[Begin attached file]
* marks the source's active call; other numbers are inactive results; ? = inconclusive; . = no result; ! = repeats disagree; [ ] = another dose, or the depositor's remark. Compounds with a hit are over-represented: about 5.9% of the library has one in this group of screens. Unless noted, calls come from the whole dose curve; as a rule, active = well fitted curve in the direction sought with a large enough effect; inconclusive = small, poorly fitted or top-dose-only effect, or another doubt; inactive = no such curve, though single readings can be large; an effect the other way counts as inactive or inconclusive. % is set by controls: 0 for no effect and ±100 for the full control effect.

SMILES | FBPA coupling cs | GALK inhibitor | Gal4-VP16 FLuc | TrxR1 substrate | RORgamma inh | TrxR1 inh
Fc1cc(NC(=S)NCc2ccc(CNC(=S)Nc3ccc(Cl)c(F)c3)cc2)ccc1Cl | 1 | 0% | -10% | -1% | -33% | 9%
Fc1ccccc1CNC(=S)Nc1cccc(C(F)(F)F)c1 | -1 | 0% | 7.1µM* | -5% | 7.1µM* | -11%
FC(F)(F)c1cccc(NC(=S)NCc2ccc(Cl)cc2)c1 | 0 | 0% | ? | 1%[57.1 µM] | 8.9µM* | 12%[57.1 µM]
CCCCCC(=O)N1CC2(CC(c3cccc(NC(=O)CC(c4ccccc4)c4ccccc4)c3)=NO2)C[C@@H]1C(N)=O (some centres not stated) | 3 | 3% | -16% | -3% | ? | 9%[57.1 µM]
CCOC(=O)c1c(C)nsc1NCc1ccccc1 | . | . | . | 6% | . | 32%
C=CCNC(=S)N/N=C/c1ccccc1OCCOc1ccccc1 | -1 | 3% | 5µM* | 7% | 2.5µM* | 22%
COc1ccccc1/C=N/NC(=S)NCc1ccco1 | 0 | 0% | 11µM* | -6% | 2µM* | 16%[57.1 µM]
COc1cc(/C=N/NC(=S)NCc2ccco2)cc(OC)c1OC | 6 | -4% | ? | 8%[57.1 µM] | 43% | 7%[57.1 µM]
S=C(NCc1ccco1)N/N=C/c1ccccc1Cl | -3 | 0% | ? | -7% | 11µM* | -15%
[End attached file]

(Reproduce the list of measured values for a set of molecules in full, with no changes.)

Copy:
* marks the source's active call; other numbers are inactive results; ? = inconclusive; . = no result; ! = repeats disagree; [ ] = another dose, or the depositor's remark. Compounds with a hit are over-represented: about 5.9% of the library has one in this group of screens. Unless noted, calls come from the whole dose curve; as a rule, active = well fitted curve in the direction sought with a large enough effect; inconclusive = small, poorly fitted or top-dose-only effect, or another doubt; inactive = no such curve, though single readings can be large; an effect the other way counts as inactive or inconclusive. % is set by controls: 0 for no effect and ±100 for the full control effect.

SMILES | FBPA coupling cs | GALK inhibitor | Gal4-VP16 FLuc | TrxR1 substrate | RORgamma inh | TrxR1 inh
Fc1cc(NC(=S)NCc2ccc(CNC(=S)Nc3ccc(Cl)c(F)c3)cc2)ccc1Cl | 1 | 0% | -10% | -1% | -33% | 9%
Fc1ccccc1CNC(=S)Nc1cccc(C(F)(F)F)c1 | -1 | 0% | 7.1µM* | -5% | 7.1µM* | -11%
FC(F)(F)c1cccc(NC(=S)NCc2ccc(Cl)cc2)c1 | 0 | 0% | ? | 1%[57.1 µM] | 8.9µM* | 12%[57.1 µM]
CCCCCC(=O)N1CC2(CC(c3cccc(NC(=O)CC(c4ccccc4)c4ccccc4)c3)=NO2)C[C@@H]1C(N)=O (some centres not stated) | 3 | 3% | -16% | -3% | ? | 9%[57.1 µM]
CCOC(=O)c1c(C)nsc1NCc1ccccc1 | . | . | . | 6% | . | 32%
C=CCNC(=S)N/N=C/c1ccccc1OCCOc1ccccc1 | -1 | 3% | 5µM* | 7% | 2.5µM* | 22%
COc1ccccc1/C=N/NC(=S)NCc1ccco1 | 0 | 0% | 11µM* | -6% | 2µM* | 16%[57.1 µM]
COc1cc(/C=N/NC(=S)NCc2ccco2)cc(OC)c1OC | 6 | -4% | ? | 8%[57.1 µM] | 43% | 7%[57.1 µM]
S=C(NCc1ccco1)N/N=C/c1ccccc1Cl | -3 | 0% | ? | -7% | 11µM* | -15%